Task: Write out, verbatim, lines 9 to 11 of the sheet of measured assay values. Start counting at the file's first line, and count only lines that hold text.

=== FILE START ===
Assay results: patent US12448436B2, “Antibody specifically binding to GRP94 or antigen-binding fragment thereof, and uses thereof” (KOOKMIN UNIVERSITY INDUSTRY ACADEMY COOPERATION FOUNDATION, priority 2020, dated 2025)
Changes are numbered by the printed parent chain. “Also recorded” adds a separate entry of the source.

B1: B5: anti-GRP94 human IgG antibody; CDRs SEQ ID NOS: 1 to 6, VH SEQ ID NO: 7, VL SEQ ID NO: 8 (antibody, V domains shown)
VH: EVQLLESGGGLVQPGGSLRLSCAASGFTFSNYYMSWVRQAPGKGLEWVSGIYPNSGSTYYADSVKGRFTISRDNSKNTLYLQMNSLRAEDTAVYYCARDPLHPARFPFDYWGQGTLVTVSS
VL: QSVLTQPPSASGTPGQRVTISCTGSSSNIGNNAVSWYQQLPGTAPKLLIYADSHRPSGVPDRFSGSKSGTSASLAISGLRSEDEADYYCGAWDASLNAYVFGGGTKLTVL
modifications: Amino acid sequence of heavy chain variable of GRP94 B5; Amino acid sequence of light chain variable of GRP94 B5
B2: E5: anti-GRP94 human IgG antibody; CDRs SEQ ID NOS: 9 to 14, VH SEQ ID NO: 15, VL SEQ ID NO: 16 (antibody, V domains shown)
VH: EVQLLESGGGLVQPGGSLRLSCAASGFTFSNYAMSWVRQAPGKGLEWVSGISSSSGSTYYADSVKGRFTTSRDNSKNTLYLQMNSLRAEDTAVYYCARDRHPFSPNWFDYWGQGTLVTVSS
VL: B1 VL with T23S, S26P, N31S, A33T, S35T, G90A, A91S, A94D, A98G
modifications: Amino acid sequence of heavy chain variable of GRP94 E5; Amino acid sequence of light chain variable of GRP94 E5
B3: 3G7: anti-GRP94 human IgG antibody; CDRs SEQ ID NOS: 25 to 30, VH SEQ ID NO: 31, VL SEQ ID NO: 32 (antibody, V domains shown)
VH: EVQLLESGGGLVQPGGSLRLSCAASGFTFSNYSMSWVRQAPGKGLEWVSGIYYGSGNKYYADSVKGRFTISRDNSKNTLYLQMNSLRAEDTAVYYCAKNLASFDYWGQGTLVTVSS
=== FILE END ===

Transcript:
VL: B1 VL with T23S, S26P, N31S, A33T, S35T, G90A, A91S, A94D, A98G
modifications: Amino acid sequence of heavy chain variable of GRP94 E5; Amino acid sequence of light chain variable of GRP94 E5
B3: 3G7: anti-GRP94 human IgG antibody; CDRs SEQ ID NOS: 25 to 30, VH SEQ ID NO: 31, VL SEQ ID NO: 32 (antibody, V domains shown)